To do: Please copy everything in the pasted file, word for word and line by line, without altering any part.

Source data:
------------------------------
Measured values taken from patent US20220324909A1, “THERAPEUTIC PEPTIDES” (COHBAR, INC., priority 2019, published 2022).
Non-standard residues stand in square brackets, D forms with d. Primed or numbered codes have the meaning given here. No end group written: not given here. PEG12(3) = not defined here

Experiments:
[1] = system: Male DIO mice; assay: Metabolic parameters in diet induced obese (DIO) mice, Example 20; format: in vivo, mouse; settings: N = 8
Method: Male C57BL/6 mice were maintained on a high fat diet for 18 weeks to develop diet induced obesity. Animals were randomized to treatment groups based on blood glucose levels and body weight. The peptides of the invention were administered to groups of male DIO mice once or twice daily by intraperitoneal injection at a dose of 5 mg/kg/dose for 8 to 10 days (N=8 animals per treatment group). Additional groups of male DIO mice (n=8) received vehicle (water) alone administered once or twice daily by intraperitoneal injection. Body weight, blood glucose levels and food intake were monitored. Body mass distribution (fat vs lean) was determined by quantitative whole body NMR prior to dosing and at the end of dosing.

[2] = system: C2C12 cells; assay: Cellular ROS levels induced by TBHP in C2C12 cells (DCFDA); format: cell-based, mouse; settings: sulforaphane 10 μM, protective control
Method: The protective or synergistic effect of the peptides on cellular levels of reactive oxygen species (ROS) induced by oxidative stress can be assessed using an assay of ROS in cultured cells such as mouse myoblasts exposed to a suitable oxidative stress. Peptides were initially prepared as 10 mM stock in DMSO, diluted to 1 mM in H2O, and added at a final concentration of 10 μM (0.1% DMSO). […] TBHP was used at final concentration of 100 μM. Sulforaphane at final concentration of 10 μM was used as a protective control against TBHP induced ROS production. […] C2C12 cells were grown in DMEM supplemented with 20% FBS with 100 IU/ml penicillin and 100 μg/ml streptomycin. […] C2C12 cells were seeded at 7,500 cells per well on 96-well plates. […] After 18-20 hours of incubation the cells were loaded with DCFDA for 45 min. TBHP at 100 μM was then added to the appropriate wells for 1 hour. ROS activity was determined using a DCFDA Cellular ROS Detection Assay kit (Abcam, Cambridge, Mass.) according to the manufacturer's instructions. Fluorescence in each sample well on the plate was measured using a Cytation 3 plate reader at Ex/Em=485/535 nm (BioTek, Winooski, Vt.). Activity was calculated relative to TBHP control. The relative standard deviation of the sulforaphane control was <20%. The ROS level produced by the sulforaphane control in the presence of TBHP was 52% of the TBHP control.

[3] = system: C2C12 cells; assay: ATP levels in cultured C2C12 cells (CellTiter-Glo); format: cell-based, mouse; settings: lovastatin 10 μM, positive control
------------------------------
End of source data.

Measured values taken from patent US20220324909A1, “THERAPEUTIC PEPTIDES” (COHBAR, INC., priority 2019, published 2022).
Non-standard residues stand in square brackets, D forms with d. Primed or numbered codes have the meaning given here. No end group written: not given here. PEG12(3) = not defined here

Experiments:
[1] = system: Male DIO mice; assay: Metabolic parameters in diet induced obese (DIO) mice, Example 20; format: in vivo, mouse; settings: N = 8
Method: Male C57BL/6 mice were maintained on a high fat diet for 18 weeks to develop diet induced obesity. Animals were randomized to treatment groups based on blood glucose levels and body weight. The peptides of the invention were administered to groups of male DIO mice once or twice daily by intraperitoneal injection at a dose of 5 mg/kg/dose for 8 to 10 days (N=8 animals per treatment group). Additional groups of male DIO mice (n=8) received vehicle (water) alone administered once or twice daily by intraperitoneal injection. Body weight, blood glucose levels and food intake were monitored. Body mass distribution (fat vs lean) was determined by quantitative whole body NMR prior to dosing and at the end of dosing.

[2] = system: C2C12 cells; assay: Cellular ROS levels induced by TBHP in C2C12 cells (DCFDA); format: cell-based, mouse; settings: sulforaphane 10 μM, protective control
Method: The protective or synergistic effect of the peptides on cellular levels of reactive oxygen species (ROS) induced by oxidative stress can be assessed using an assay of ROS in cultured cells such as mouse myoblasts exposed to a suitable oxidative stress. Peptides were initially prepared as 10 mM stock in DMSO, diluted to 1 mM in H2O, and added at a final concentration of 10 μM (0.1% DMSO). […] TBHP was used at final concentration of 100 μM. Sulforaphane at final concentration of 10 μM was used as a protective control against TBHP induced ROS production. […] C2C12 cells were grown in DMEM supplemented with 20% FBS with 100 IU/ml penicillin and 100 μg/ml streptomycin. […] C2C12 cells were seeded at 7,500 cells per well on 96-well plates. […] After 18-20 hours of incubation the cells were loaded with DCFDA for 45 min. TBHP at 100 μM was then added to the appropriate wells for 1 hour. ROS activity was determined using a DCFDA Cellular ROS Detection Assay kit (Abcam, Cambridge, Mass.) according to the manufacturer's instructions. Fluorescence in each sample well on the plate was measured using a Cytation 3 plate reader at Ex/Em=485/535 nm (BioTek, Winooski, Vt.). Activity was calculated relative to TBHP control. The relative standard deviation of the sulforaphane control was <20%. The ROS level produced by the sulforaphane control in the presence of TBHP was 52% of the TBHP control.

[3] = system: C2C12 cells; assay: ATP levels in cultured C2C12 cells (CellTiter-Glo); format: cell-based, mouse; settings: lovastatin 10 μM, positive control